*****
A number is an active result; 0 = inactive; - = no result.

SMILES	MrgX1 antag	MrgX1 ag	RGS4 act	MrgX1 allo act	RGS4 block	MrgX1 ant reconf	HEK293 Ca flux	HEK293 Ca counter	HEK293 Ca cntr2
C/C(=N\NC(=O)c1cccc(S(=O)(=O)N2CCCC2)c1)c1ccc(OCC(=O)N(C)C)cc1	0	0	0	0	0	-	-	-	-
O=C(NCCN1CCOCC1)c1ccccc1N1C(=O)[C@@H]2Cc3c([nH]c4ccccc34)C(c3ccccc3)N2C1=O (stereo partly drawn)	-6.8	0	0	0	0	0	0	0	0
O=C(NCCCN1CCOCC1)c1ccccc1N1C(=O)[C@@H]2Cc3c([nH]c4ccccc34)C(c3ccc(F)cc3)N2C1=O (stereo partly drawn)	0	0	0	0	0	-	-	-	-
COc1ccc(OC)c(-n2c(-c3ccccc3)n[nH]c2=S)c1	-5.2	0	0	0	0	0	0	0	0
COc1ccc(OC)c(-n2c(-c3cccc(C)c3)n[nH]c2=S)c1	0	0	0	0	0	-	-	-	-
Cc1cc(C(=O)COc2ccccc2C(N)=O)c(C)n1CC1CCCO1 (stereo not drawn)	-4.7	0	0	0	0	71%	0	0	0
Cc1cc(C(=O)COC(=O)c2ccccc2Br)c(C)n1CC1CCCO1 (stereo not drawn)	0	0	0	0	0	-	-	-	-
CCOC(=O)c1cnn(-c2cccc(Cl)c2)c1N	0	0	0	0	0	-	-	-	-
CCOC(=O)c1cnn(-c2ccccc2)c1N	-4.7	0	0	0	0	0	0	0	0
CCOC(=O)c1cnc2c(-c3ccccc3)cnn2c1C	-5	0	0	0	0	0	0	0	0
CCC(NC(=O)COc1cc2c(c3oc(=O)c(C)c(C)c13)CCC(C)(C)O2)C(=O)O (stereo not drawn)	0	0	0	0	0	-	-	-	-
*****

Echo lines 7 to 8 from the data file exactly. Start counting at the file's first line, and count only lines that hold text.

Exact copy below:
COc1ccc(OC)c(-n2c(-c3cccc(C)c3)n[nH]c2=S)c1	0	0	0	0	0	-	-	-	-
Cc1cc(C(=O)COc2ccccc2C(N)=O)c(C)n1CC1CCCO1 (stereo not drawn)	-4.7	0	0	0	0	71%	0	0	0